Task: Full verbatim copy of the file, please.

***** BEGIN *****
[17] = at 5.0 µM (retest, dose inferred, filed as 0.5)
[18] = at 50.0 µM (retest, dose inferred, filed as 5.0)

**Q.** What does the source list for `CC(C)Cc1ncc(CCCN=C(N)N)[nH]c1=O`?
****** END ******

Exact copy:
[17] = at 5.0 µM (retest, dose inferred, filed as 0.5)
[18] = at 50.0 µM (retest, dose inferred, filed as 5.0)

**Q.** What does the source list for `CC(C)Cc1ncc(CCCN=C(N)N)[nH]c1=O`?